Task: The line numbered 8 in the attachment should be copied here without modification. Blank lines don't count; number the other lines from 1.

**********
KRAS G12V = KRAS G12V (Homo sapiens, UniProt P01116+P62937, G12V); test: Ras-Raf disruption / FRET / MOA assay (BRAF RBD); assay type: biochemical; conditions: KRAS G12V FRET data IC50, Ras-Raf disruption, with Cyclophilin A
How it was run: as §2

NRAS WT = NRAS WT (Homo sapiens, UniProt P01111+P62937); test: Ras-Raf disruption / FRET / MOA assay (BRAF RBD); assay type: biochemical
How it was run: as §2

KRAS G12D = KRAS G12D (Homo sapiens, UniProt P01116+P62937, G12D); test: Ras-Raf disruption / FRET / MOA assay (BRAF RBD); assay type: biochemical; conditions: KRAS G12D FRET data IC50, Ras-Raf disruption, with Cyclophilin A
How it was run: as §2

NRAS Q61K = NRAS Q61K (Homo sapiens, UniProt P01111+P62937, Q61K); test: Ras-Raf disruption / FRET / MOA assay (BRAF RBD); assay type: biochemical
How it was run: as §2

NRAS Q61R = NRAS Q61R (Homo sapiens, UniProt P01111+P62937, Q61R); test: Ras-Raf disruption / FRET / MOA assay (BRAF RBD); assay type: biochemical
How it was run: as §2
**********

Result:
How it was run: as §2